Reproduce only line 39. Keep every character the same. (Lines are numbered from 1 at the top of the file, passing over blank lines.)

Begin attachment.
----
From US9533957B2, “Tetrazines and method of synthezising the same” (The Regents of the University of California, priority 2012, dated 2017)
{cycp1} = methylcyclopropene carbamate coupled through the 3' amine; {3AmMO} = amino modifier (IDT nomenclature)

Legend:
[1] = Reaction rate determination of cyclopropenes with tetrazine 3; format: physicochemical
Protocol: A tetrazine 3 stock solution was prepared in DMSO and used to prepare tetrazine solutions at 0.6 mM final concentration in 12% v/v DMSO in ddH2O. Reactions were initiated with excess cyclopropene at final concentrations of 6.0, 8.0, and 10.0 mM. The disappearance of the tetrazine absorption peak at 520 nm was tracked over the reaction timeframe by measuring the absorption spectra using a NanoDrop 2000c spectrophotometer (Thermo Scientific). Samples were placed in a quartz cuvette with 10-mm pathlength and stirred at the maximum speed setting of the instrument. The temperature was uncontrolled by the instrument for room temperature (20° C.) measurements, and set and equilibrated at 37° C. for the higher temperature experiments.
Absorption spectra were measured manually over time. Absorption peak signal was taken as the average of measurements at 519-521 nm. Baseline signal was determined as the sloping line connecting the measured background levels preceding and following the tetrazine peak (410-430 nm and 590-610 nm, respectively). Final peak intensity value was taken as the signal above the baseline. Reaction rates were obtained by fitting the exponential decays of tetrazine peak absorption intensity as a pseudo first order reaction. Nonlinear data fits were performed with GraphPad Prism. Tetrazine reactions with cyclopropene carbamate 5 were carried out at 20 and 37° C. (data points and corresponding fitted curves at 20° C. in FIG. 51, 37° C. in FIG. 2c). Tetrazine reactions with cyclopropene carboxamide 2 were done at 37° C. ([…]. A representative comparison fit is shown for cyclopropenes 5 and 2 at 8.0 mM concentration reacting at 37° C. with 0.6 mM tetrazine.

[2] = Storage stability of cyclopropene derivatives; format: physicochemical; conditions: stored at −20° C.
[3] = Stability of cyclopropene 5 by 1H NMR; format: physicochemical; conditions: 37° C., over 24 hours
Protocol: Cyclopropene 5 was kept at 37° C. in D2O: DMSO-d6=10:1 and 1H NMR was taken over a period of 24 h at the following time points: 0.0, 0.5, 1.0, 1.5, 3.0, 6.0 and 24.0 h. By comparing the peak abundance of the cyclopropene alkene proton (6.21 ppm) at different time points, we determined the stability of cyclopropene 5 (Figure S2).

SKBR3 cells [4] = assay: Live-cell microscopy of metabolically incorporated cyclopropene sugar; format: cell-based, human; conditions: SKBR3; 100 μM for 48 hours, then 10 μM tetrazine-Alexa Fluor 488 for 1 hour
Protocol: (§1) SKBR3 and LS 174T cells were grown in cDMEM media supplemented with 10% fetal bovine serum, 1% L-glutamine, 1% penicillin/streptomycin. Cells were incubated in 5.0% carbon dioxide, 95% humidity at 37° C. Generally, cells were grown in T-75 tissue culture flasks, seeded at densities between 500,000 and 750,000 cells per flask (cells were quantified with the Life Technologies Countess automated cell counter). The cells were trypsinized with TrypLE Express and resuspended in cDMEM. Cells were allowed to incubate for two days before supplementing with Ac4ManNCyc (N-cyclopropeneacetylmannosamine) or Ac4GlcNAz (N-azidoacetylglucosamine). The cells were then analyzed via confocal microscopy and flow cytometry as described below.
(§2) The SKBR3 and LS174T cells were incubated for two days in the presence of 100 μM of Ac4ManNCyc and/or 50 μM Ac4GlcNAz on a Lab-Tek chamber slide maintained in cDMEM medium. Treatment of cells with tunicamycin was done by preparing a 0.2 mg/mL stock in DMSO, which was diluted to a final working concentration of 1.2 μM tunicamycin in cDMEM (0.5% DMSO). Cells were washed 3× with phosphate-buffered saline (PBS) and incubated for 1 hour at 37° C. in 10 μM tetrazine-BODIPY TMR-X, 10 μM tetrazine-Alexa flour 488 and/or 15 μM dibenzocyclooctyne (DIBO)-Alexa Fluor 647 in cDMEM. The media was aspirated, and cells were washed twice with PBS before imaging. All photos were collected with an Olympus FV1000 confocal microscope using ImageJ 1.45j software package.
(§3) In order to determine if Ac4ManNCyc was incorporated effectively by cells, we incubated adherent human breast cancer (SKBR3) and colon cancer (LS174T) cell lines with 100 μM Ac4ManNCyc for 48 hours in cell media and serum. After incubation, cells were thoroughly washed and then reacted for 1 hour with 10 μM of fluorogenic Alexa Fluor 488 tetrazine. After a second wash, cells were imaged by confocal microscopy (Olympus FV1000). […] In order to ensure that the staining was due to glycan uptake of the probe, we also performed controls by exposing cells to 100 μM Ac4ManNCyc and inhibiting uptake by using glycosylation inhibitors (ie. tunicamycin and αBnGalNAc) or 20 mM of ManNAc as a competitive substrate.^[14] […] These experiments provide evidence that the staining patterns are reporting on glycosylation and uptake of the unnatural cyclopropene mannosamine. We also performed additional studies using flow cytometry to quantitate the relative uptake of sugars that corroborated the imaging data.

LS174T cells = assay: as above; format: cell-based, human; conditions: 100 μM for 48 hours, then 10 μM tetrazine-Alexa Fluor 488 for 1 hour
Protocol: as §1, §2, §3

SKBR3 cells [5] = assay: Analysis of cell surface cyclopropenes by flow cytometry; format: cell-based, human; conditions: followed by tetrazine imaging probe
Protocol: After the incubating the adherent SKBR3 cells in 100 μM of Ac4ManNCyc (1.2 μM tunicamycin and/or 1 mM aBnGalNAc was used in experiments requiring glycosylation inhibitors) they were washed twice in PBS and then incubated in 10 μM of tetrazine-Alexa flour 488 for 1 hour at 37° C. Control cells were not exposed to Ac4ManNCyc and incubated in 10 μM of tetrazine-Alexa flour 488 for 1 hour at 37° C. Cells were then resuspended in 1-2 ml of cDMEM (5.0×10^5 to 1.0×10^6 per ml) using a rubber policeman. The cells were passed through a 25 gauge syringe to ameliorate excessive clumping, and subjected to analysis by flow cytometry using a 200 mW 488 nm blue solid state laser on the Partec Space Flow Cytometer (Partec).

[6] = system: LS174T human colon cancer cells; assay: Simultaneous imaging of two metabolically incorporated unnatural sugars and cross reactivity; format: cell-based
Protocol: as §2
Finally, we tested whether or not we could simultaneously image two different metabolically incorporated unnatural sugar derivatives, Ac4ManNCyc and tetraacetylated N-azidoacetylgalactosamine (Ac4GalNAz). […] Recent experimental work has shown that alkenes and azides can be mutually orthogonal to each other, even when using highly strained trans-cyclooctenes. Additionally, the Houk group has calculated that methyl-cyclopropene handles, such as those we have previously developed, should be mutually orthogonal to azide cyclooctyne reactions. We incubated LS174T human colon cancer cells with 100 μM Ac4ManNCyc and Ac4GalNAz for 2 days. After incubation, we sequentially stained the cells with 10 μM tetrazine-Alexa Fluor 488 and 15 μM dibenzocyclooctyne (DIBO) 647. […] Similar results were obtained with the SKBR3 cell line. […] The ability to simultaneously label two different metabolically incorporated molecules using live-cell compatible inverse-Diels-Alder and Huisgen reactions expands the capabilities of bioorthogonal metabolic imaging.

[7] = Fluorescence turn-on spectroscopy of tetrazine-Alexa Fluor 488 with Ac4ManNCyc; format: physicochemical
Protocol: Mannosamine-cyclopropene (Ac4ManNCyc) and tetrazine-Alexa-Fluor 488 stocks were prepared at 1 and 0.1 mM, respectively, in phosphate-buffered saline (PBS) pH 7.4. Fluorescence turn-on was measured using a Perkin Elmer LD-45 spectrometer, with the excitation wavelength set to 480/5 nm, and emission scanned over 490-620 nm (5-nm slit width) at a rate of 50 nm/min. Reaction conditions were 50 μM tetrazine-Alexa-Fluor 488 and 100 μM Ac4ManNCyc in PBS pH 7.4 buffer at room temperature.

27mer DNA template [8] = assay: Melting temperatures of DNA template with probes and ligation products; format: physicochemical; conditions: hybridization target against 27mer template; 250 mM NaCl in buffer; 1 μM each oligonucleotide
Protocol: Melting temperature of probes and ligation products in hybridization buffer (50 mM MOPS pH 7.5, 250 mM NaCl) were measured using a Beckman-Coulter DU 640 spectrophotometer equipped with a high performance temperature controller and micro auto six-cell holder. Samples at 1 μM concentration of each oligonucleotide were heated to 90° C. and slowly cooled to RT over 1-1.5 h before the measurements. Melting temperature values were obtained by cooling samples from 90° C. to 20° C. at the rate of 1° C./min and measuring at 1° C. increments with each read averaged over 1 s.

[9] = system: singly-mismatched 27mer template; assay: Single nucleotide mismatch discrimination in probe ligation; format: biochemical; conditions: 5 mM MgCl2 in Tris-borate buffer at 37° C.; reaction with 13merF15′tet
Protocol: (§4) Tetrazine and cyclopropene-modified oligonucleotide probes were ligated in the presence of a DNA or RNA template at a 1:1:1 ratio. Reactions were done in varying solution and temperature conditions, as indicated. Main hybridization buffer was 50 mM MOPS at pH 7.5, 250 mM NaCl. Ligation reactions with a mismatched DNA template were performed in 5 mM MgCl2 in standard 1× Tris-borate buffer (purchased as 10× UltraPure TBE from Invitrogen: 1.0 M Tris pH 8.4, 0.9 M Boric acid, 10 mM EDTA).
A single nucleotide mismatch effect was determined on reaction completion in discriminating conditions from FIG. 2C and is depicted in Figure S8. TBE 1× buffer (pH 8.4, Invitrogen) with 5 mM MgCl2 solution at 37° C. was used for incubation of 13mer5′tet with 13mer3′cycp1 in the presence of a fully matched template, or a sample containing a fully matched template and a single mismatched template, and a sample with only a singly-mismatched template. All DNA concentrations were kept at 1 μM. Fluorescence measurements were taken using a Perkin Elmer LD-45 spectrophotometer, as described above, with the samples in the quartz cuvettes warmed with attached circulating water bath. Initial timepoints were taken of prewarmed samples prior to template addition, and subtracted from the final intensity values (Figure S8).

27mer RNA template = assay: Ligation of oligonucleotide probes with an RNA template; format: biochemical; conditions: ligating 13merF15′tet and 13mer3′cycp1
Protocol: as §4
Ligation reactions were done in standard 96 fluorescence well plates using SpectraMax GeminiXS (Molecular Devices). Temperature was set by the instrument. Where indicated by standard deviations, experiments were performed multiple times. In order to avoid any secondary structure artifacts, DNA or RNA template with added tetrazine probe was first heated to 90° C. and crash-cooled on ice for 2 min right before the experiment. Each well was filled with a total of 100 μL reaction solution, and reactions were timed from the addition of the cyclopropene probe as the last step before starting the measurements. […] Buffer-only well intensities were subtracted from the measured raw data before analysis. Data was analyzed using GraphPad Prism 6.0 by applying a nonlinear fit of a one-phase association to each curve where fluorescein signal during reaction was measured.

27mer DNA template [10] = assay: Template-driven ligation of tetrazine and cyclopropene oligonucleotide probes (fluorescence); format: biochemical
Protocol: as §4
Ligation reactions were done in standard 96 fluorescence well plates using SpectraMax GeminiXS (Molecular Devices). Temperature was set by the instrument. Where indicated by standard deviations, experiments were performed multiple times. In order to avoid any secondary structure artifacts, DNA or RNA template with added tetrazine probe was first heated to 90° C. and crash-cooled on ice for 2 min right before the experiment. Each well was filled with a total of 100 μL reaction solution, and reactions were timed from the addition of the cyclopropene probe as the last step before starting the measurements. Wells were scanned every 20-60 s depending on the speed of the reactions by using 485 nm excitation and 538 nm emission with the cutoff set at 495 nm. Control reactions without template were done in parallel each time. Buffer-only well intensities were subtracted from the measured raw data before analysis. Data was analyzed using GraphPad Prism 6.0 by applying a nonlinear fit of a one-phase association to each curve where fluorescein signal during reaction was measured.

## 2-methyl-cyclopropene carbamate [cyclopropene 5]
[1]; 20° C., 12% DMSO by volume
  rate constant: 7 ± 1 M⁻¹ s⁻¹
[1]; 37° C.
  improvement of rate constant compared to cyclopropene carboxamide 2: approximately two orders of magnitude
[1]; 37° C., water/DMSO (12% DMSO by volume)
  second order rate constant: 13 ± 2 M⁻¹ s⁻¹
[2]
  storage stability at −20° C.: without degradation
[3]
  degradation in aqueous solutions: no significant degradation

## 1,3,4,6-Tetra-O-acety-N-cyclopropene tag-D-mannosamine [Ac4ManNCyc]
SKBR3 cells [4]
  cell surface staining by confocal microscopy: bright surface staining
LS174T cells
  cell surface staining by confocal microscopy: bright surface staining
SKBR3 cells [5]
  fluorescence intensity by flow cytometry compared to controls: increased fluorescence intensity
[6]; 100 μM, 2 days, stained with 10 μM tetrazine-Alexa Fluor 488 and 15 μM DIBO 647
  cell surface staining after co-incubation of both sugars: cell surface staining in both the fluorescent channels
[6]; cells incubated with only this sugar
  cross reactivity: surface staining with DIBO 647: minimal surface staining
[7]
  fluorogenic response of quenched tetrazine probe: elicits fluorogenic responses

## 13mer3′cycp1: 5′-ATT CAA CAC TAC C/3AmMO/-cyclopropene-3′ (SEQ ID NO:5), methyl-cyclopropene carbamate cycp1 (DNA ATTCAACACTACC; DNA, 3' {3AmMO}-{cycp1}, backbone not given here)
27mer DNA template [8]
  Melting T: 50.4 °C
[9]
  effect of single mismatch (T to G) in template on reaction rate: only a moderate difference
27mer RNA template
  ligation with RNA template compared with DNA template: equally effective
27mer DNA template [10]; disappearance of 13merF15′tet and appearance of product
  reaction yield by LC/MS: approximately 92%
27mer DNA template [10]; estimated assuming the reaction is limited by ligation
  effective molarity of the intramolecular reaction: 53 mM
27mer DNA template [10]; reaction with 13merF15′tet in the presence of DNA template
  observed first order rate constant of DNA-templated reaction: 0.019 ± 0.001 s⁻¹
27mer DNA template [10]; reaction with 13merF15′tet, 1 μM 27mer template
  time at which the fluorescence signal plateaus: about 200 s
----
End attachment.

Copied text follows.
[1]; 37° C., water/DMSO (12% DMSO by volume)